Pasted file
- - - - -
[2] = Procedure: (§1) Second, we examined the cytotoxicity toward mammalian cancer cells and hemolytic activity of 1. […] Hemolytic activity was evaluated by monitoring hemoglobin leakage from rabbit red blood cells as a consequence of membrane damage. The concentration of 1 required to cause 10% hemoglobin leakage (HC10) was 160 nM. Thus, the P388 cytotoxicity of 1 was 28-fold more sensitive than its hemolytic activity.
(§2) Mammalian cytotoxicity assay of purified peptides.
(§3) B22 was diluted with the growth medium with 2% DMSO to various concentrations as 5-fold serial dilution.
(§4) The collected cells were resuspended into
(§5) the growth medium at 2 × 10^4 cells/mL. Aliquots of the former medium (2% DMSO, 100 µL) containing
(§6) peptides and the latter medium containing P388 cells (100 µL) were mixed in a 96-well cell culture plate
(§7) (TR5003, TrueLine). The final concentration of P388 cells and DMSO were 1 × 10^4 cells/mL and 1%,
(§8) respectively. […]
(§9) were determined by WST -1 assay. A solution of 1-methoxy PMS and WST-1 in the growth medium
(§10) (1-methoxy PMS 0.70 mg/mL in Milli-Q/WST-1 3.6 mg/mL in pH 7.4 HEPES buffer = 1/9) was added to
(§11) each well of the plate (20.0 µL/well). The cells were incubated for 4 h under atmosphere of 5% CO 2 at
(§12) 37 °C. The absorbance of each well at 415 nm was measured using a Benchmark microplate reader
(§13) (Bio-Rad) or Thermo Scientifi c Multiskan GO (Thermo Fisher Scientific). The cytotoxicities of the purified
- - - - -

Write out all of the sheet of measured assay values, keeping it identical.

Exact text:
[2] = Procedure: (§1) Second, we examined the cytotoxicity toward mammalian cancer cells and hemolytic activity of 1. […] Hemolytic activity was evaluated by monitoring hemoglobin leakage from rabbit red blood cells as a consequence of membrane damage. The concentration of 1 required to cause 10% hemoglobin leakage (HC10) was 160 nM. Thus, the P388 cytotoxicity of 1 was 28-fold more sensitive than its hemolytic activity.
(§2) Mammalian cytotoxicity assay of purified peptides.
(§3) B22 was diluted with the growth medium with 2% DMSO to various concentrations as 5-fold serial dilution.
(§4) The collected cells were resuspended into
(§5) the growth medium at 2 × 10^4 cells/mL. Aliquots of the former medium (2% DMSO, 100 µL) containing
(§6) peptides and the latter medium containing P388 cells (100 µL) were mixed in a 96-well cell culture plate
(§7) (TR5003, TrueLine). The final concentration of P388 cells and DMSO were 1 × 10^4 cells/mL and 1%,
(§8) respectively. […]
(§9) were determined by WST -1 assay. A solution of 1-methoxy PMS and WST-1 in the growth medium
(§10) (1-methoxy PMS 0.70 mg/mL in Milli-Q/WST-1 3.6 mg/mL in pH 7.4 HEPES buffer = 1/9) was added to
(§11) each well of the plate (20.0 µL/well). The cells were incubated for 4 h under atmosphere of 5% CO 2 at
(§12) 37 °C. The absorbance of each well at 415 nm was measured using a Benchmark microplate reader
(§13) (Bio-Rad) or Thermo Scientifi c Multiskan GO (Thermo Fisher Scientific). The cytotoxicities of the purified